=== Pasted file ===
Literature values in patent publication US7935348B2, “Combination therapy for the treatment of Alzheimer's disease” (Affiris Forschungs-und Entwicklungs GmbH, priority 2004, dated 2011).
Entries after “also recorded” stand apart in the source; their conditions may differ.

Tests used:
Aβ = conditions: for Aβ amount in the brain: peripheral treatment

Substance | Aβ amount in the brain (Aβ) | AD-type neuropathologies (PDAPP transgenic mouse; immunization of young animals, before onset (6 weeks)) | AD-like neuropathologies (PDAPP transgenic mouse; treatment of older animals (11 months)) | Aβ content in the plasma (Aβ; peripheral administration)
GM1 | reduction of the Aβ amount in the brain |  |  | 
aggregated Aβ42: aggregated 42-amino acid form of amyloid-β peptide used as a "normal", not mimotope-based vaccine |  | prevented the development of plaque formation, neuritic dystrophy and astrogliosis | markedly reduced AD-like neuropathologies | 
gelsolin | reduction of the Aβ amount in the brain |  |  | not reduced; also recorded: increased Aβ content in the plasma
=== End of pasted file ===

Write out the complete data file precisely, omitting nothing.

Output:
Literature values in patent publication US7935348B2, “Combination therapy for the treatment of Alzheimer's disease” (Affiris Forschungs-und Entwicklungs GmbH, priority 2004, dated 2011).
Entries after “also recorded” stand apart in the source; their conditions may differ.

Tests used:
Aβ = conditions: for Aβ amount in the brain: peripheral treatment

Substance | Aβ amount in the brain (Aβ) | AD-type neuropathologies (PDAPP transgenic mouse; immunization of young animals, before onset (6 weeks)) | AD-like neuropathologies (PDAPP transgenic mouse; treatment of older animals (11 months)) | Aβ content in the plasma (Aβ; peripheral administration)
GM1 | reduction of the Aβ amount in the brain |  |  | 
aggregated Aβ42: aggregated 42-amino acid form of amyloid-β peptide used as a "normal", not mimotope-based vaccine |  | prevented the development of plaque formation, neuritic dystrophy and astrogliosis | markedly reduced AD-like neuropathologies | 
gelsolin | reduction of the Aβ amount in the brain |  |  | not reduced; also recorded: increased Aβ content in the plasma